None of those coaches are so tied up with one side of the ball because they have delegated the play-calling responsibilities but still have the autonomy to lean into the headset and veto something with which they disagree. For the most part, being free of the play-calling duties allows them to make better decisions regarding clock management, challenges, and all the other nuances that go into running a football team on game day.
In Shurmur’s case, he’s not only trying to run the offense, he’s trying to run the sideline, and he’s also trying to bring along a rookie quarterback. And that's just way too much for one man to handle no matter how many years he's been in the league.
Lighten Saquon Barkley’s Load
It’s hard to fault the Giants for wanting to get Saquon Barkley on the field as much as they can. But they’re not doing themselves or Barkley any favors with his workload, especially when he’s trying to play through a high ankle sprain that regardless of what he or the Giants say, isn’t right.
Barkley's pass blocking has seemingly fallen off a cliff from last year, and it wouldn’t be a stretch to wonder if that’s because his ankle doesn’t allow him to establish an anchor to make those blitz pickups.
And running this kid up the gut without a lead blocker behind an offensive line that’s struggled to run-block is begging for Barkley’s career to be shortened.
If Barkley is part of your future, why not lighten his load a little bit now and give some of those snaps to Wayne Gallman so that you don’t wear off all the tread on Barkley’s tires before he turns 25?
Turn the Locker Room Back into a Locker Room
That means get rid of the Ping-Pong table and the plush couches and recliners that are in the middle of the room. Seriously, this isn’t a country club; it’s a locker room, a place where players should congregate to work.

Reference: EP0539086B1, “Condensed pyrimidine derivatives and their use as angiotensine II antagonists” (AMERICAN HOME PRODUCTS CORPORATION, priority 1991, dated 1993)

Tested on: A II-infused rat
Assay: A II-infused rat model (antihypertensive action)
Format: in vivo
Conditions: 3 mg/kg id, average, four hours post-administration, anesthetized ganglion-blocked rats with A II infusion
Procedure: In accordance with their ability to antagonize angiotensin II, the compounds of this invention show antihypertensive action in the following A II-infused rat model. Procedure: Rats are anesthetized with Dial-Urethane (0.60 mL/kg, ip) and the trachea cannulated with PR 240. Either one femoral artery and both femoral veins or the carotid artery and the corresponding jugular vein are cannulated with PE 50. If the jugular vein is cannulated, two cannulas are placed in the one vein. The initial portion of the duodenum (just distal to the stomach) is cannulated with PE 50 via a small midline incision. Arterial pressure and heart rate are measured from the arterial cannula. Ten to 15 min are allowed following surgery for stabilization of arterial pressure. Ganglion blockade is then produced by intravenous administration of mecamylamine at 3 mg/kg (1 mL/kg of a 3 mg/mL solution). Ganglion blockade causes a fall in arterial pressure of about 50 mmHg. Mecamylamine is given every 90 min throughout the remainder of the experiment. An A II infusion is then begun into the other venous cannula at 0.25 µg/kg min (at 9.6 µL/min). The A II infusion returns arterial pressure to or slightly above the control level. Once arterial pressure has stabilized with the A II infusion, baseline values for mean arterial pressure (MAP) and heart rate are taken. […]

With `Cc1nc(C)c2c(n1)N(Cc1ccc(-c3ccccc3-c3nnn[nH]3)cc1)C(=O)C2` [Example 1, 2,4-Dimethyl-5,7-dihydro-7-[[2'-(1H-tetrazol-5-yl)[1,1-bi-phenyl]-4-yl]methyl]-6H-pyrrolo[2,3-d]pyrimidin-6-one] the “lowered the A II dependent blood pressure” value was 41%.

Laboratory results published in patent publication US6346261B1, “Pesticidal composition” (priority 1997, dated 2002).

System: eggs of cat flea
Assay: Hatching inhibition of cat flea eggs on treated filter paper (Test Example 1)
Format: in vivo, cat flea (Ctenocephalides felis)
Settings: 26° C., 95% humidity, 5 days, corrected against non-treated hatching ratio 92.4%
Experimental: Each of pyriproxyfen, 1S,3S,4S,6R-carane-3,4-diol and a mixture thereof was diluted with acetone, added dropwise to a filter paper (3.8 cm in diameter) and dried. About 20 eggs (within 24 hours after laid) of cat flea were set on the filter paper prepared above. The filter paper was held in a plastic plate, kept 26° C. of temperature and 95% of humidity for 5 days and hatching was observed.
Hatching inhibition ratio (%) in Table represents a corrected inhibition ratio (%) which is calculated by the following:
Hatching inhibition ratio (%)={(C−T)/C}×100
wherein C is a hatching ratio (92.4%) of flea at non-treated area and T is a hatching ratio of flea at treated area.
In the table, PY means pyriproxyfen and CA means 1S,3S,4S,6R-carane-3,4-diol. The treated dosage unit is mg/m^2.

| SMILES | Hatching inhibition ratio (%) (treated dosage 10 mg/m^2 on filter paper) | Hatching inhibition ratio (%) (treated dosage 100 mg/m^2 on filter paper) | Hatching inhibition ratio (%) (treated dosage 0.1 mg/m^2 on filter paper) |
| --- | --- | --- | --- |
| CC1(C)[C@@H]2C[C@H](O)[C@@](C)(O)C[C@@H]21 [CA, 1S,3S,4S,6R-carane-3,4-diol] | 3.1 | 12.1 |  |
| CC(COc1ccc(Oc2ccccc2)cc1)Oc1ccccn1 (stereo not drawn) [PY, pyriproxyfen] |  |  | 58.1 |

The country club atmosphere that Shurmur instilled in that room with all those little amenities sent the wrong message to all those young players who came in here and had to learn how to be a pro. In essence, they were rewarded with perks that weren't necessarily earned.
With things having gone sour, Shurmur now needs to be the bad cop in taking away all these perks he approved.
Adjust the Coaching Staff
Suggesting that someone lose his or her job isn't necessarily a fun path to travel down, but when one is talking about a results-oriented business, and the people in question aren't making forward progress, it's something that has to be considered.
The two assistant coaches that are likely to draw the most scrutiny are defensive coordinator James Bettcher and offensive line coach Hal Hunter.
Bettcher is a good and hard-working man, but the fact that he was given several of his former Cardinals players from his hey-day in Arizona and the defense is no better than it was last year is a significant black mark against him.
As for Hunter, it is fair to ask why this unit, despite the upgrade in talent, has taken a step backward in the run blocking.
Watch the Giants defense, and chances are you'll come away thinking that they're being asked to run before they've learned how to walk.
How else can all the breakdowns that are still happening after ten games be explained?
Sometimes if someone is struggling, you have to simplify things and return to the basics to reset. AS far as the Giants are concerned, instead of playing that loose zone as often as they do, why not try man coverage and send some pressure off the edges?
Seriously, can it be any worse than what they’ve done so far?